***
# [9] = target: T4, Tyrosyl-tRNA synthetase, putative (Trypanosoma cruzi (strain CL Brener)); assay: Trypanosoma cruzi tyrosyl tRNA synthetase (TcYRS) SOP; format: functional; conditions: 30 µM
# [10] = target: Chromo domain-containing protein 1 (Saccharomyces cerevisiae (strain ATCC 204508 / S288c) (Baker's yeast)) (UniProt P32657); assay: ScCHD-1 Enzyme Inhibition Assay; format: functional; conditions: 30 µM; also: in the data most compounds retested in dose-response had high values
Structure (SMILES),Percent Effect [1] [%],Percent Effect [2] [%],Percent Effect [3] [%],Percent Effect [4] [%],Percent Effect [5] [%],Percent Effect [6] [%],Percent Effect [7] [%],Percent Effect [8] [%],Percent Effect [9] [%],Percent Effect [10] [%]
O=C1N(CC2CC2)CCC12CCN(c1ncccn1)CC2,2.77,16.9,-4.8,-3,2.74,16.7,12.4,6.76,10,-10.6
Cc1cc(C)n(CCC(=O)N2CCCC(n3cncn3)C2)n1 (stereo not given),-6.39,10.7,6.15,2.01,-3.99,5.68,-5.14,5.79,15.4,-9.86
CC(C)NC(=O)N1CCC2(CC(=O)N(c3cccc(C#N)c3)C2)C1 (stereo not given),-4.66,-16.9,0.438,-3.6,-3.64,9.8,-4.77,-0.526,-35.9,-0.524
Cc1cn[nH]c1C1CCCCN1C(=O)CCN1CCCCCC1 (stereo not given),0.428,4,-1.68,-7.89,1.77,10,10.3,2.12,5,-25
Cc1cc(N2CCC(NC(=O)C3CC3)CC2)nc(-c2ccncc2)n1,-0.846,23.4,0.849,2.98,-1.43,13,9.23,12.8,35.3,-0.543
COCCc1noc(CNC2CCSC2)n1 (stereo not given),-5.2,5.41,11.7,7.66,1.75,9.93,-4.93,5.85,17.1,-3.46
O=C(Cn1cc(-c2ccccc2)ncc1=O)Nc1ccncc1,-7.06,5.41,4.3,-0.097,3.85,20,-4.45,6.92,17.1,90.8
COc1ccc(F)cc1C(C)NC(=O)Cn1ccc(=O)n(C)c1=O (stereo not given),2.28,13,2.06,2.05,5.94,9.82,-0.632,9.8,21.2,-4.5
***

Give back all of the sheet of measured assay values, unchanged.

# [9] = target: T4, Tyrosyl-tRNA synthetase, putative (Trypanosoma cruzi (strain CL Brener)); assay: Trypanosoma cruzi tyrosyl tRNA synthetase (TcYRS) SOP; format: functional; conditions: 30 µM
# [10] = target: Chromo domain-containing protein 1 (Saccharomyces cerevisiae (strain ATCC 204508 / S288c) (Baker's yeast)) (UniProt P32657); assay: ScCHD-1 Enzyme Inhibition Assay; format: functional; conditions: 30 µM; also: in the data most compounds retested in dose-response had high values
Structure (SMILES),Percent Effect [1] [%],Percent Effect [2] [%],Percent Effect [3] [%],Percent Effect [4] [%],Percent Effect [5] [%],Percent Effect [6] [%],Percent Effect [7] [%],Percent Effect [8] [%],Percent Effect [9] [%],Percent Effect [10] [%]
O=C1N(CC2CC2)CCC12CCN(c1ncccn1)CC2,2.77,16.9,-4.8,-3,2.74,16.7,12.4,6.76,10,-10.6
Cc1cc(C)n(CCC(=O)N2CCCC(n3cncn3)C2)n1 (stereo not given),-6.39,10.7,6.15,2.01,-3.99,5.68,-5.14,5.79,15.4,-9.86
CC(C)NC(=O)N1CCC2(CC(=O)N(c3cccc(C#N)c3)C2)C1 (stereo not given),-4.66,-16.9,0.438,-3.6,-3.64,9.8,-4.77,-0.526,-35.9,-0.524
Cc1cn[nH]c1C1CCCCN1C(=O)CCN1CCCCCC1 (stereo not given),0.428,4,-1.68,-7.89,1.77,10,10.3,2.12,5,-25
Cc1cc(N2CCC(NC(=O)C3CC3)CC2)nc(-c2ccncc2)n1,-0.846,23.4,0.849,2.98,-1.43,13,9.23,12.8,35.3,-0.543
COCCc1noc(CNC2CCSC2)n1 (stereo not given),-5.2,5.41,11.7,7.66,1.75,9.93,-4.93,5.85,17.1,-3.46
O=C(Cn1cc(-c2ccccc2)ncc1=O)Nc1ccncc1,-7.06,5.41,4.3,-0.097,3.85,20,-4.45,6.92,17.1,90.8
COc1ccc(F)cc1C(C)NC(=O)Cn1ccc(=O)n(C)c1=O (stereo not given),2.28,13,2.06,2.05,5.94,9.82,-0.632,9.8,21.2,-4.5